In 1978, Congress passed legislation proclaiming the first Sunday after Labor Day National Grandparents Day. For those keeping score at home, that was the day before yesterday. (Note to grandchildren reading this: It’s never too late to call.)
One stated purpose of this holiday was “to help children become aware of the strength, information, and guidance older people can offer.”
Like Elizabeth Williams.
Williams is a grandmother 43 times over and offers some sage guidance on how to avoid senior scams: Be skeptical and always ask questions.
Case in point, the 83-year-old Placida resident said she got a phone call from someone identifying himself as her grandson, by name. Supposedly, while traveling, he’d been involved in a car accident and broken his nose so he didn’t sound like himself. He needed money and begged Grandma not to tell anyone.
Williams told me while she would do anything for her grandchildren, she was nonetheless suspicious. Then she remembered creating identity security questions while opening an online bank account. So she asked her grandson the name of his dog.
Her “grandson” hung up. Scam averted.
“This is another type of fraud that preys on the elderly, but this time the con artist uses the love for their grandchildren as the bait,” explains the Florida Department of Financial Services. “The grandparent scam has been around a few years, but the perpetrators have become tech-savvy. Thanks to the internet and social media, con artists are able to uncover personal information about their target, which makes the masquerades more believable.”
“For example, the actual grandson may mention on his social networking site that he’s a photographer who often travels to Mexico,” explains the FBI. “When contacting the grandparents, the phony grandson will say he’s calling from Mexico, where someone stole his camera equipment and passport.”
“Scammers usually claim to be in a desperate situation, such as being involved in a car accident or needing money to get out of a legal mess,” explains the AARP Fraud Watch Network. “The caller poses as your grandchild, or a law enforcement officer or attorney calling on your grandchild’s behalf — whatever it takes to sound convincing.”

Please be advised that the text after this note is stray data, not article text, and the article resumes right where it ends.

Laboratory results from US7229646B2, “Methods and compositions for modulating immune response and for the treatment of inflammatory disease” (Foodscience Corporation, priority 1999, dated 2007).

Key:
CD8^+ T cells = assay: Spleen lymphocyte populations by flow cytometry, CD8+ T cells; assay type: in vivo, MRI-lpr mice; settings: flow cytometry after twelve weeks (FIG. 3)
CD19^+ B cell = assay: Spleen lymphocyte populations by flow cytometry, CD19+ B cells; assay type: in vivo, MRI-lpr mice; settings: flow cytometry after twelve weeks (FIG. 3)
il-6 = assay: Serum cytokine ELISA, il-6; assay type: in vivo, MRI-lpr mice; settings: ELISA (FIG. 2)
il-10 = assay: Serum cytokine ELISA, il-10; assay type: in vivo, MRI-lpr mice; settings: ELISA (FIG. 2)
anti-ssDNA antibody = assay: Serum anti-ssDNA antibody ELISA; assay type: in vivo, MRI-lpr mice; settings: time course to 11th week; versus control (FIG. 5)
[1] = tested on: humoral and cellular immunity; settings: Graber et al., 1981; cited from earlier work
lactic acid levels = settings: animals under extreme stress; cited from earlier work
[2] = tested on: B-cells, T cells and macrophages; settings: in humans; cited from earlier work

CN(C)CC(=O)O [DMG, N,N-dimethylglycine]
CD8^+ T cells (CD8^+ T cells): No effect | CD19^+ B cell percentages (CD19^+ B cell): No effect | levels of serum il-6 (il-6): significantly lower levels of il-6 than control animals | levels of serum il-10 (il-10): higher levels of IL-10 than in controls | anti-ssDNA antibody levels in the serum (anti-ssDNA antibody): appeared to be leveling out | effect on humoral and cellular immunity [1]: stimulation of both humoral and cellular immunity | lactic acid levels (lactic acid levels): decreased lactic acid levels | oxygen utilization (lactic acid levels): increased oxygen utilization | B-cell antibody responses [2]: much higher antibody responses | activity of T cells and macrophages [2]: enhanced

But even without any personal information, scammers may just identify themselves as “your favorite grandson,” waiting for the victim to say a name, at which point the scammer has his new identity. Often calls are made in the middle of the night, to further confuse victims.
If you’re faced with a possible impostor emergency scam, follow what Williams did: Resist the urge to act immediately, regardless of the severity of the situation. Verify the caller’s identity by asking personal questions a stranger can’t answer. For further confirmation, contact a family member to verify the emergency.
However, it’s important to understand this fake emergency scam isn’t limited to grandparents.
The Federal Trade Commission cautions that fraudsters can pose as any relative or friend, calling or sending messages requesting cash to help pay a hospital bill, post bail, or get through customs, for example.
“Scammers are banking on your love and concern to outweigh your skepticism,” warns the FTC. “It’s surprisingly easy for a scam artist to impersonate someone. Scammers also could hack into the email account of someone you know.”
The ultimate flashing red light that should have you slamming the brakes? Instructions to wire money or pay with a reloadable debit card.
Finally, to help avoid becoming caught up in this imposter scam, limit the amount of posted personal information on social media sites like Facebook, especially upcoming travel plans.
Happy belated Grandparents Day!
David Morris is the Sun’s consumer advocate. Contact him c/o the Sun, 23170 Harborview Road, Charlotte Harbor, FL 33980, email email@example.com, or leave a message at 941-206-1114.^p